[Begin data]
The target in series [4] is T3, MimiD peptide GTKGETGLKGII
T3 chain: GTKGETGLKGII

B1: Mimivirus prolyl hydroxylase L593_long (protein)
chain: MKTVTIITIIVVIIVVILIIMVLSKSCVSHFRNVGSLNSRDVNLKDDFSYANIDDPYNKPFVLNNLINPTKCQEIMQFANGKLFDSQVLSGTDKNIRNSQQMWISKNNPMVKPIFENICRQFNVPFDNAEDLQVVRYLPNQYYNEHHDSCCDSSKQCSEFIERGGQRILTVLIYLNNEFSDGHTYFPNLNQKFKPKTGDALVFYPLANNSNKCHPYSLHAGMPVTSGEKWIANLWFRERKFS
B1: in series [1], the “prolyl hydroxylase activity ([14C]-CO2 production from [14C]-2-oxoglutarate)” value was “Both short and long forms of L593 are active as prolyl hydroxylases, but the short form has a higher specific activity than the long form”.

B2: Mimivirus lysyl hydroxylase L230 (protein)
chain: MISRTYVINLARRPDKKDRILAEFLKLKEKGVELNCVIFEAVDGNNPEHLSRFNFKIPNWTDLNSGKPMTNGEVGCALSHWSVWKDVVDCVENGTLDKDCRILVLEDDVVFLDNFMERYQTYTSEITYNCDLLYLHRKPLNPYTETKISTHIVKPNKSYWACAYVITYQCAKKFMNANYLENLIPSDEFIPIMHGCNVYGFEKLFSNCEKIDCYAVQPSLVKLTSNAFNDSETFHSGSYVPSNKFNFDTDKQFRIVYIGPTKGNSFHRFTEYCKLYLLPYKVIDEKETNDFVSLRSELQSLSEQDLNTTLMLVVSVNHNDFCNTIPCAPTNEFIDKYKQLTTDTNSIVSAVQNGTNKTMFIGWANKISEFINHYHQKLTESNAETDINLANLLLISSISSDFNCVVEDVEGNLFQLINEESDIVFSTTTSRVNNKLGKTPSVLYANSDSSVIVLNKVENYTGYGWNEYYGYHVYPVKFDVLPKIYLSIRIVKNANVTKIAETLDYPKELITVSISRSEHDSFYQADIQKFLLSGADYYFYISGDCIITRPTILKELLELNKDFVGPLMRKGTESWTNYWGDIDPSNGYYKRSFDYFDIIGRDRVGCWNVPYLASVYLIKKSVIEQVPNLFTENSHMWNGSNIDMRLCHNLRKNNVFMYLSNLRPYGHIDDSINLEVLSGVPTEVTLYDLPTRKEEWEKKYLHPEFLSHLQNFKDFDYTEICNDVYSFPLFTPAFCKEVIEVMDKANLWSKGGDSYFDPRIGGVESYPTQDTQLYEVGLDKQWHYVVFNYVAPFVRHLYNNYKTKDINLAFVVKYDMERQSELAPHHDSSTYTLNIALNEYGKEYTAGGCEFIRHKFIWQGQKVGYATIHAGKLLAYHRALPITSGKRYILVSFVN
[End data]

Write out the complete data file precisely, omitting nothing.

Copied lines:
The target in series [4] is T3, MimiD peptide GTKGETGLKGII
T3 chain: GTKGETGLKGII

B1: Mimivirus prolyl hydroxylase L593_long (protein)
chain: MKTVTIITIIVVIIVVILIIMVLSKSCVSHFRNVGSLNSRDVNLKDDFSYANIDDPYNKPFVLNNLINPTKCQEIMQFANGKLFDSQVLSGTDKNIRNSQQMWISKNNPMVKPIFENICRQFNVPFDNAEDLQVVRYLPNQYYNEHHDSCCDSSKQCSEFIERGGQRILTVLIYLNNEFSDGHTYFPNLNQKFKPKTGDALVFYPLANNSNKCHPYSLHAGMPVTSGEKWIANLWFRERKFS
B1: in series [1], the “prolyl hydroxylase activity ([14C]-CO2 production from [14C]-2-oxoglutarate)” value was “Both short and long forms of L593 are active as prolyl hydroxylases, but the short form has a higher specific activity than the long form”.

B2: Mimivirus lysyl hydroxylase L230 (protein)
chain: MISRTYVINLARRPDKKDRILAEFLKLKEKGVELNCVIFEAVDGNNPEHLSRFNFKIPNWTDLNSGKPMTNGEVGCALSHWSVWKDVVDCVENGTLDKDCRILVLEDDVVFLDNFMERYQTYTSEITYNCDLLYLHRKPLNPYTETKISTHIVKPNKSYWACAYVITYQCAKKFMNANYLENLIPSDEFIPIMHGCNVYGFEKLFSNCEKIDCYAVQPSLVKLTSNAFNDSETFHSGSYVPSNKFNFDTDKQFRIVYIGPTKGNSFHRFTEYCKLYLLPYKVIDEKETNDFVSLRSELQSLSEQDLNTTLMLVVSVNHNDFCNTIPCAPTNEFIDKYKQLTTDTNSIVSAVQNGTNKTMFIGWANKISEFINHYHQKLTESNAETDINLANLLLISSISSDFNCVVEDVEGNLFQLINEESDIVFSTTTSRVNNKLGKTPSVLYANSDSSVIVLNKVENYTGYGWNEYYGYHVYPVKFDVLPKIYLSIRIVKNANVTKIAETLDYPKELITVSISRSEHDSFYQADIQKFLLSGADYYFYISGDCIITRPTILKELLELNKDFVGPLMRKGTESWTNYWGDIDPSNGYYKRSFDYFDIIGRDRVGCWNVPYLASVYLIKKSVIEQVPNLFTENSHMWNGSNIDMRLCHNLRKNNVFMYLSNLRPYGHIDDSINLEVLSGVPTEVTLYDLPTRKEEWEKKYLHPEFLSHLQNFKDFDYTEICNDVYSFPLFTPAFCKEVIEVMDKANLWSKGGDSYFDPRIGGVESYPTQDTQLYEVGLDKQWHYVVFNYVAPFVRHLYNNYKTKDINLAFVVKYDMERQSELAPHHDSSTYTLNIALNEYGKEYTAGGCEFIRHKFIWQGQKVGYATIHAGKLLAYHRALPITSGKRYILVSFVN